A new £1,000 fence due to be painted and have plants growing up it in an effort to improve the look of the neighbourhood must be altered, councillors have ordered.
Simon Barker extended the route of an original fence to enclose a piece of his land which kept attracting litter and animal excrement.
He had just finished putting up the new fence in Magellan Way, Spalding, when South Holland District Council officers arrived last November to say that it needed planning permission.
And last week councillors went against their officers’ recommendation and refused a retrospective application because the fence had been relocated nearer to the road and “reduced the amenity of the neighbourhood”.
Committee chairman Coun Roger Gambba-Jones said: “It’s come so far forward that it’s become visually overpowering in that location, even if it were painted a different colour.”
Coun Bryan Alcock referred to its “ugliness” and added: “It’s the old adage that if you allow a couple of feet in this location [without planning permission], it could be a number of feet in another location.”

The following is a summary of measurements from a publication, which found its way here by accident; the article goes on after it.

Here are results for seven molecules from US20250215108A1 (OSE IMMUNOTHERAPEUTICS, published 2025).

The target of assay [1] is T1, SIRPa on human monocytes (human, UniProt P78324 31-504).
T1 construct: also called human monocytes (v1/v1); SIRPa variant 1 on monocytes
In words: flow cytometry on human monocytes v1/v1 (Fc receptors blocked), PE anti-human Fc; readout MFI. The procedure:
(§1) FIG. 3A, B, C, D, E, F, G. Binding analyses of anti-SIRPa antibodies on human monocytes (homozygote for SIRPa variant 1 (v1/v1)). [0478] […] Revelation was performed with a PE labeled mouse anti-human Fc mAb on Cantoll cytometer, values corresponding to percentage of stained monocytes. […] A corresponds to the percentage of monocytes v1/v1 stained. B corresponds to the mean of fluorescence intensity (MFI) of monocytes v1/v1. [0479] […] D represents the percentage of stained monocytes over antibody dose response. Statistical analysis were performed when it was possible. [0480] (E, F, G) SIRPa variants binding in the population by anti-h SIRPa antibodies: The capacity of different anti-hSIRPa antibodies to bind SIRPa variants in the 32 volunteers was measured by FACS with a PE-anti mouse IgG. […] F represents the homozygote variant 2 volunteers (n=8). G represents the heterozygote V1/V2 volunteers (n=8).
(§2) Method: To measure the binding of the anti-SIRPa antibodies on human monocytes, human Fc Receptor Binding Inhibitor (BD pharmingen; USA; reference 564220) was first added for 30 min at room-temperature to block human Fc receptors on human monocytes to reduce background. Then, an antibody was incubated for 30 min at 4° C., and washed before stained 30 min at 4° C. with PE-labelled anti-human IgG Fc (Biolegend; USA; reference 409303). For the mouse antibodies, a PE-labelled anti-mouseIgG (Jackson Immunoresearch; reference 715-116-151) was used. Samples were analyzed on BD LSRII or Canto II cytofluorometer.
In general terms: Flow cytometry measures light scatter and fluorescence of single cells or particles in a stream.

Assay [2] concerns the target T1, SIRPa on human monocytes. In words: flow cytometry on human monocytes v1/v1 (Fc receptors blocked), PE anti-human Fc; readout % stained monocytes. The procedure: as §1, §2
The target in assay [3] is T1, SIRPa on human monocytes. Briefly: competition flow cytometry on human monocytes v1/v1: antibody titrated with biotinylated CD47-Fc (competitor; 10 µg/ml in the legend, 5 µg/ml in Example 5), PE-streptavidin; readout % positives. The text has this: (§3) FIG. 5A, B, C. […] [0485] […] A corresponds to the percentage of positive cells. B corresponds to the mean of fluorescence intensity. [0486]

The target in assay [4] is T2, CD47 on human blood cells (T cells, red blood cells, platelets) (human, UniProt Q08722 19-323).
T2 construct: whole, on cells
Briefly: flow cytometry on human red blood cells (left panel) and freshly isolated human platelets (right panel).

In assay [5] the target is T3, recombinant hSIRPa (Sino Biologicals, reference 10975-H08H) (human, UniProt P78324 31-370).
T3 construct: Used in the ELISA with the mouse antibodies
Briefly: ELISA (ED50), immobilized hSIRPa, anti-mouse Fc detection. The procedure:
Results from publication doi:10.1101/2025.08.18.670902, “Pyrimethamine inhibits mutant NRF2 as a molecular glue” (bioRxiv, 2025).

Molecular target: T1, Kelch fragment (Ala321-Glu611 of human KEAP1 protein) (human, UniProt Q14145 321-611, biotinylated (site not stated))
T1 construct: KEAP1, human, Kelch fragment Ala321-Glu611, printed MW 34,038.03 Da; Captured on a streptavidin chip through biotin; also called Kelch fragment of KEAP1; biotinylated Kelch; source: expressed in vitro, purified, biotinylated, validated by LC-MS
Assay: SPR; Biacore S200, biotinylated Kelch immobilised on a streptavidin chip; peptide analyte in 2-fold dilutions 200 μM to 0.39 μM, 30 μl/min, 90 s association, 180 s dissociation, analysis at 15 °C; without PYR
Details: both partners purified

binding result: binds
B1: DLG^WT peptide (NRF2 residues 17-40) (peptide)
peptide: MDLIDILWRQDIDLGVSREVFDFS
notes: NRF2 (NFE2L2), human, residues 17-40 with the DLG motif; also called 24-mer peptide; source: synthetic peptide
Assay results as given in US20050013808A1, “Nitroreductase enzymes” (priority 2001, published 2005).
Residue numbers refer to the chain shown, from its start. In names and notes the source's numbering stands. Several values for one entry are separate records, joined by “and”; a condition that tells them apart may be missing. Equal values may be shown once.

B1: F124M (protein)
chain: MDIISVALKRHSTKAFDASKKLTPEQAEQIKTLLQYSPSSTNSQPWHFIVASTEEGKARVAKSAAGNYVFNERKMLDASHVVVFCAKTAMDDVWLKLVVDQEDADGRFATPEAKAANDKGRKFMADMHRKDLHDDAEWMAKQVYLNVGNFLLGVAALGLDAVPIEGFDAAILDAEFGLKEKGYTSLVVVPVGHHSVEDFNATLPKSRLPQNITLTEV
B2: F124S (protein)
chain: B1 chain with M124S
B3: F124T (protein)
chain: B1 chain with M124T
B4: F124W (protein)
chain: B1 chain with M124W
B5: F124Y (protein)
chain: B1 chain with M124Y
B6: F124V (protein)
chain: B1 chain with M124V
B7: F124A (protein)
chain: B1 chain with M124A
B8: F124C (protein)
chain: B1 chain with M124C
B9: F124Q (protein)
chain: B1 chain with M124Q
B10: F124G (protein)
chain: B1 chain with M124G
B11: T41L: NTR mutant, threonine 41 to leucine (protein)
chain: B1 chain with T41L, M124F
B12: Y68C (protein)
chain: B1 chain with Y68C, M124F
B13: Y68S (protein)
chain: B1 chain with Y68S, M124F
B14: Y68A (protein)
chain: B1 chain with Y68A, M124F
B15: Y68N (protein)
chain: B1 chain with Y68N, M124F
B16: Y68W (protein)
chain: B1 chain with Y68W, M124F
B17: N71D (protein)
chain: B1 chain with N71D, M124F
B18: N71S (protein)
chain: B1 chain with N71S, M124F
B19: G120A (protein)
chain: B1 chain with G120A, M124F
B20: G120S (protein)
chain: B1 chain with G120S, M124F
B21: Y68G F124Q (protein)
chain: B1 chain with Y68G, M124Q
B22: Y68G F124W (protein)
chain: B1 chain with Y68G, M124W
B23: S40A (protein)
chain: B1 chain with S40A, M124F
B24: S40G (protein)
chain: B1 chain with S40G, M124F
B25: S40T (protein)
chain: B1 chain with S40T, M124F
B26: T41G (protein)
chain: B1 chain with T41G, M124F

Mr Barker accepts that the current look of the fence, with its concrete posts, is not attractive.
He said: “We had agreed with the planning officer that it was going to be painted and that we were going to plant clematis to grow up it.
“It’s disappointing that despite [planning officer] Tracey Meachen and [planning manager] Paul Jackson supporting the application and Highways having no objection, it’s been turned down.”
Mr Barker, who runs a plumbing and heating business, says he was unaware of a covenant on the estate’s homes requiring fence alterations to have planning permission. He suspects other people have got away with them.
He added: “We felt that we were doing something to improve the neighbourhood because the land was used as a dumping ground for litter and shopping trollies and a litter tray for pets.
“With the right colouration and the right planting it would look quite nice, but there’s no point in doing that until we get planning permission.
“We’re not the first people on the estate to move a fence. It’s a shame that we’re being treated differently to everybody else.”
An objection to the planning application was received from 6 Cook Drive, claiming that the new fence impaired a clear vision of traffic in one direction.
Mr Barker is considering appealing the decision.